BHS walking tour of Oxford, organised by Mick Connors and led by Liz Woolley, with a visit to The Queen’s College hosted by Robin Hobbs, 21 July 2018
A report by Peter Dyer
The group met our guide Liz Woolley at Oxford station, or rather non-station, as there weren’t any trains running. Liz is a local historian (see her website) and expert on the social and industrial history of Oxford, from the St Scholastica’s Day riots in 1355 (when the townsmen killed 63 students after an argument over the quality of the beer in the Swindlestock tavern) to the noise of the clogs of the women employed by Morrell's Brewery Ltd during the Great War. We walked along Becket Street – site of Hanley & Co. Ltd's maltings, past the former Chequers, along St Thomas Street. St Thomas’s parish, where most of Oxford’s breweries were located, was one of the roughest parts of the city.
Morrell's Brewery Ltd was the last brewery of any size in the city of Oxford. It closed in 1996. The gate and façade of the brewery still exist, but all behind is new apartments – apart from the brewery chimney. The Marlborough Arms next to the brewery is also no more. We saw the almshouses founded by brewer Edward Tawney on Fisher Row, the malthouse across Quaking Bridge in Tidmarsh Lane, opposite St George’s Tower, and the former hospital for Morrell's Brewery Ltd horses (apparently once also visited by elephants from a nearby circus). The Morrell's Brewery Ltd waterwheel on the back stream can just be seen.
We walked along the Castle Mill Stream to the site of Hall's Oxford Brewery Ltd, Swan Brewery. Nothing remains of the brewery, but a malthouse (now converted into dwellings) is still there. Hall's Oxford Brewery Ltd were taken over by Allsopps in 1926. In the 1970s half the city’s pubs were ex-Hall’s houses tied to Allied Breweries. Allied revived the Hall’s name in the early 1980s (Halls Harvest Bitter), and several pubs or ex-pubs still have ceramic plaques from that period showing the Hall's Oxford Brewery Ltd name and hare badge.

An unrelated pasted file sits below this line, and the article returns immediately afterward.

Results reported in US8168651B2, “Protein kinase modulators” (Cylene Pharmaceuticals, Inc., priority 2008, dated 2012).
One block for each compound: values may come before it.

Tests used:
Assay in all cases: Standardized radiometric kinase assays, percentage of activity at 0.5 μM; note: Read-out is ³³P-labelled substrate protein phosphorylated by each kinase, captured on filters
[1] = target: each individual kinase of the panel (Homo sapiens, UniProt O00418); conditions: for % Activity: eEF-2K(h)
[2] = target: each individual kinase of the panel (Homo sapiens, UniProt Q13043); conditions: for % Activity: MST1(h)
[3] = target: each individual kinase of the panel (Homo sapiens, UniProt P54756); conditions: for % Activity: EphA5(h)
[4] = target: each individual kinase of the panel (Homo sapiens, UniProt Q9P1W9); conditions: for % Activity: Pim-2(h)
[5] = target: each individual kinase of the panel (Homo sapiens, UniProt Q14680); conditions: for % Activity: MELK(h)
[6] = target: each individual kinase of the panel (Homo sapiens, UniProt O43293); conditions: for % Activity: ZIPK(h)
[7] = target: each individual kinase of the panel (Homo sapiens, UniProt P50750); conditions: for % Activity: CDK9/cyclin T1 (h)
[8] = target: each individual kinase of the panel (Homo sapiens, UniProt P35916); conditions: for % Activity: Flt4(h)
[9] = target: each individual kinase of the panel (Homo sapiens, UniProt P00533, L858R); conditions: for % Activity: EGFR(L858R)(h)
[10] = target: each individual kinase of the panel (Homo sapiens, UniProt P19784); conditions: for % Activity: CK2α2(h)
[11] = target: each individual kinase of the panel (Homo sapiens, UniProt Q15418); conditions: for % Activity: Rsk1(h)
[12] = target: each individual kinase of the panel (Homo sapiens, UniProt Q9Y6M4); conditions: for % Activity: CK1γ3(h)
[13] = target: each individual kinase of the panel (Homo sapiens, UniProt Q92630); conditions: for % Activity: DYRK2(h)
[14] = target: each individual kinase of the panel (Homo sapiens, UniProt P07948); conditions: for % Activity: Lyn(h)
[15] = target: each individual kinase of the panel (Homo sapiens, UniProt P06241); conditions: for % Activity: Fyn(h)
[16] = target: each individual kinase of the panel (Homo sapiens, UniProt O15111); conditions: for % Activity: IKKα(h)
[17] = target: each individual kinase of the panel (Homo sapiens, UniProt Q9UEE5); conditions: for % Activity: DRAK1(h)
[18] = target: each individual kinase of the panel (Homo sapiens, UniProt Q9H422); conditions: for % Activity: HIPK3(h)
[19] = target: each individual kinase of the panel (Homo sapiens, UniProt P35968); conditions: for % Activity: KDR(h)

We walked up Paradise Street and through the newly rebuilt Westgate shopping centre to St Ebbe’s Street. Hanley & Co. Ltd, City Brewery stretched from Queen Street to Pembroke Street, with the main entrance to its yard off St Ebbe’s Street. There is a full description by Alfred Barnard, who visited it in about 1890. Some of the buildings, whose architect was Harry Drinkwater, are extant as part of Modern Art Oxford (established as MOMA Oxford in 1965) on Pembroke Street, next to the fine Royal Blenheim pub. Hanley & Co. Ltd sold out to Hall's Oxford Brewery Ltd in the 1890s.
The brewing sites (Weavings/Taylors) on Park End Street have been redeveloped; the last to disappear was the former Allied Breweries depot on the corner of Hollybush Row.
We continued our walk across St Aldates, along Blue Boar Street, past the Bear with its collection of ties, past Merton College and up Logic Lane and across the High to the Queen’s College. Robin Hobbs met us in the college library. He showed us the brewhouse, now used as a carpenter’s shop, and then gave us a presentation on its history, with material from the exhibition he had curated in 2017 (‘Liquid Legacies: Beer and Brewing at The Queen’s College’).
The Queen's College Brewery was the last Oxford college to brew. It stopped in 1939, when the warped and damaged brewing vessels were no longer fit for use. Louis Gunter, later for many years head brewer at Morrells, brewed the last brew of Chancellor’s Ale. It is said that the managing director of Guinness, whose son was an undergraduate at Queen’s at the time, offered to pay for them to be repaired, but nothing came of this.
It was famous for Chancellor’s Ale, an absurdly strong brew only served on special occasions, in very limited quantities, although Alfred Barnard’s description (two wine glasses make a man intoxicated, and it can be set alight like brandy) may be slightly exaggerated. It was described in the Brewers Journal in 1927, and an American brewer has attempted to recreate it (see Brewery History no 132). The ordinary beer was College Ale. Barnard also visited All Souls College, whose brewhouse probably ceased operations in the 1890s.